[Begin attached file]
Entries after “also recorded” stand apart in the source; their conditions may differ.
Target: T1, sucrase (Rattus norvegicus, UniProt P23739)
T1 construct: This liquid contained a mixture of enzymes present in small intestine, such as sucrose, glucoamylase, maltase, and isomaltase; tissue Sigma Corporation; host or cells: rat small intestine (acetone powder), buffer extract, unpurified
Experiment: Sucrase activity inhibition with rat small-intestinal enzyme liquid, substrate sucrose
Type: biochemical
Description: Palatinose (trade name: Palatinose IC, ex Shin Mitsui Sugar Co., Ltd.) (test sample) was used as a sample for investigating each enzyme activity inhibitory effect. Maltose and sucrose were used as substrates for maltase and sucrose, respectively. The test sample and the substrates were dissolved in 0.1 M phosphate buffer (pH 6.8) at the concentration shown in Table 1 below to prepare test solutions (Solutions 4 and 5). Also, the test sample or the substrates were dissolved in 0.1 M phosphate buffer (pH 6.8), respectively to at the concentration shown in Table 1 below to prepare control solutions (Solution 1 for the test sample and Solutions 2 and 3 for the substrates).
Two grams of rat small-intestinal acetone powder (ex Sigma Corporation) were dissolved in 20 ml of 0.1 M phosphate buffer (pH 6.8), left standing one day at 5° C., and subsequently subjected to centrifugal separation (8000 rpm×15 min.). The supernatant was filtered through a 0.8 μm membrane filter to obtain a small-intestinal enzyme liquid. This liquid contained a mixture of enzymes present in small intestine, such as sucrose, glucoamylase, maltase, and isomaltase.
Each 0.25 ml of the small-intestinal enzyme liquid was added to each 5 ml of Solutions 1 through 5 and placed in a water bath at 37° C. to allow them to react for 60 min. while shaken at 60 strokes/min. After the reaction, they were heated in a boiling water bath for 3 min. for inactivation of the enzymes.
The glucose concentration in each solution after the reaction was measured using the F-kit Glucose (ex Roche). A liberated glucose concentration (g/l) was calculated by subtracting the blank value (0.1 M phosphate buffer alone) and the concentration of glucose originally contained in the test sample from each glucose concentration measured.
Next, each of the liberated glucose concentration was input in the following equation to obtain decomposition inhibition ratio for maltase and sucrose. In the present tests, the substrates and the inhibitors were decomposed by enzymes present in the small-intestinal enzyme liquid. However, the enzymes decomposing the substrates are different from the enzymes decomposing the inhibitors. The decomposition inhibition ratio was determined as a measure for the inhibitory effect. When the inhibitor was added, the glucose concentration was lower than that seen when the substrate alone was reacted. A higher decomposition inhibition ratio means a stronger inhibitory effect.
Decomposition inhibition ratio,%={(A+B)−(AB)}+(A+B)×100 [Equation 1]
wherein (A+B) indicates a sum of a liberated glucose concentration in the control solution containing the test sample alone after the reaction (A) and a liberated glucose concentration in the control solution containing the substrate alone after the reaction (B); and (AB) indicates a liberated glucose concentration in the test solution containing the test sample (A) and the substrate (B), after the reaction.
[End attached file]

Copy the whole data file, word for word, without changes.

Entries after “also recorded” stand apart in the source; their conditions may differ.
Target: T1, sucrase (Rattus norvegicus, UniProt P23739)
T1 construct: This liquid contained a mixture of enzymes present in small intestine, such as sucrose, glucoamylase, maltase, and isomaltase; tissue Sigma Corporation; host or cells: rat small intestine (acetone powder), buffer extract, unpurified
Experiment: Sucrase activity inhibition with rat small-intestinal enzyme liquid, substrate sucrose
Type: biochemical
Description: Palatinose (trade name: Palatinose IC, ex Shin Mitsui Sugar Co., Ltd.) (test sample) was used as a sample for investigating each enzyme activity inhibitory effect. Maltose and sucrose were used as substrates for maltase and sucrose, respectively. The test sample and the substrates were dissolved in 0.1 M phosphate buffer (pH 6.8) at the concentration shown in Table 1 below to prepare test solutions (Solutions 4 and 5). Also, the test sample or the substrates were dissolved in 0.1 M phosphate buffer (pH 6.8), respectively to at the concentration shown in Table 1 below to prepare control solutions (Solution 1 for the test sample and Solutions 2 and 3 for the substrates).
Two grams of rat small-intestinal acetone powder (ex Sigma Corporation) were dissolved in 20 ml of 0.1 M phosphate buffer (pH 6.8), left standing one day at 5° C., and subsequently subjected to centrifugal separation (8000 rpm×15 min.). The supernatant was filtered through a 0.8 μm membrane filter to obtain a small-intestinal enzyme liquid. This liquid contained a mixture of enzymes present in small intestine, such as sucrose, glucoamylase, maltase, and isomaltase.
Each 0.25 ml of the small-intestinal enzyme liquid was added to each 5 ml of Solutions 1 through 5 and placed in a water bath at 37° C. to allow them to react for 60 min. while shaken at 60 strokes/min. After the reaction, they were heated in a boiling water bath for 3 min. for inactivation of the enzymes.
The glucose concentration in each solution after the reaction was measured using the F-kit Glucose (ex Roche). A liberated glucose concentration (g/l) was calculated by subtracting the blank value (0.1 M phosphate buffer alone) and the concentration of glucose originally contained in the test sample from each glucose concentration measured.
Next, each of the liberated glucose concentration was input in the following equation to obtain decomposition inhibition ratio for maltase and sucrose. In the present tests, the substrates and the inhibitors were decomposed by enzymes present in the small-intestinal enzyme liquid. However, the enzymes decomposing the substrates are different from the enzymes decomposing the inhibitors. The decomposition inhibition ratio was determined as a measure for the inhibitory effect. When the inhibitor was added, the glucose concentration was lower than that seen when the substrate alone was reacted. A higher decomposition inhibition ratio means a stronger inhibitory effect.
Decomposition inhibition ratio,%={(A+B)−(AB)}+(A+B)×100 [Equation 1]
wherein (A+B) indicates a sum of a liberated glucose concentration in the control solution containing the test sample alone after the reaction (A) and a liberated glucose concentration in the control solution containing the substrate alone after the reaction (B); and (AB) indicates a liberated glucose concentration in the test solution containing the test sample (A) and the substrate (B), after the reaction.